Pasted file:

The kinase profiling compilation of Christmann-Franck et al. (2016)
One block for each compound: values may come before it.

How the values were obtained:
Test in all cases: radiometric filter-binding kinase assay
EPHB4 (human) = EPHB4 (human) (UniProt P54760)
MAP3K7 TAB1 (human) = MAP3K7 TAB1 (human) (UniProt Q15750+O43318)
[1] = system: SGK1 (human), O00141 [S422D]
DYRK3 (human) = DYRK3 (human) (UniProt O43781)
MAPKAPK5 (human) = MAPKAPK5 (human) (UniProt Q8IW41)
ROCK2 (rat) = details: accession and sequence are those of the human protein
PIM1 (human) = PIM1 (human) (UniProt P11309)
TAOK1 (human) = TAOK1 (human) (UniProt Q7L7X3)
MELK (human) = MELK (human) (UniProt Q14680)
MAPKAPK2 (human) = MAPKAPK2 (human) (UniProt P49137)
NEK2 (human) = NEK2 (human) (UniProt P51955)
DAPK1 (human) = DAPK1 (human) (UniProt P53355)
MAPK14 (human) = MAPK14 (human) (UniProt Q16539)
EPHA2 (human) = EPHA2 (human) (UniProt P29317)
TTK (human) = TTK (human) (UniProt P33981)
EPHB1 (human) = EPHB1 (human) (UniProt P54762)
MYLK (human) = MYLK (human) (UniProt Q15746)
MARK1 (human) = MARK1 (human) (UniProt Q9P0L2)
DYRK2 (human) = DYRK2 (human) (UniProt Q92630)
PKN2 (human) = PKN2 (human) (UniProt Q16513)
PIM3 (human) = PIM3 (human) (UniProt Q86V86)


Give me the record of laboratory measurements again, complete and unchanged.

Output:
The kinase profiling compilation of Christmann-Franck et al. (2016)
One block for each compound: values may come before it.

How the values were obtained:
Test in all cases: radiometric filter-binding kinase assay
EPHB4 (human) = EPHB4 (human) (UniProt P54760)
MAP3K7 TAB1 (human) = MAP3K7 TAB1 (human) (UniProt Q15750+O43318)
[1] = system: SGK1 (human), O00141 [S422D]
DYRK3 (human) = DYRK3 (human) (UniProt O43781)
MAPKAPK5 (human) = MAPKAPK5 (human) (UniProt Q8IW41)
ROCK2 (rat) = details: accession and sequence are those of the human protein
PIM1 (human) = PIM1 (human) (UniProt P11309)
TAOK1 (human) = TAOK1 (human) (UniProt Q7L7X3)
MELK (human) = MELK (human) (UniProt Q14680)
MAPKAPK2 (human) = MAPKAPK2 (human) (UniProt P49137)
NEK2 (human) = NEK2 (human) (UniProt P51955)
DAPK1 (human) = DAPK1 (human) (UniProt P53355)
MAPK14 (human) = MAPK14 (human) (UniProt Q16539)
EPHA2 (human) = EPHA2 (human) (UniProt P29317)
TTK (human) = TTK (human) (UniProt P33981)
EPHB1 (human) = EPHB1 (human) (UniProt P54762)
MYLK (human) = MYLK (human) (UniProt Q15746)
MARK1 (human) = MARK1 (human) (UniProt Q9P0L2)
DYRK2 (human) = DYRK2 (human) (UniProt Q92630)
PKN2 (human) = PKN2 (human) (UniProt Q16513)
PIM3 (human) = PIM3 (human) (UniProt Q86V86)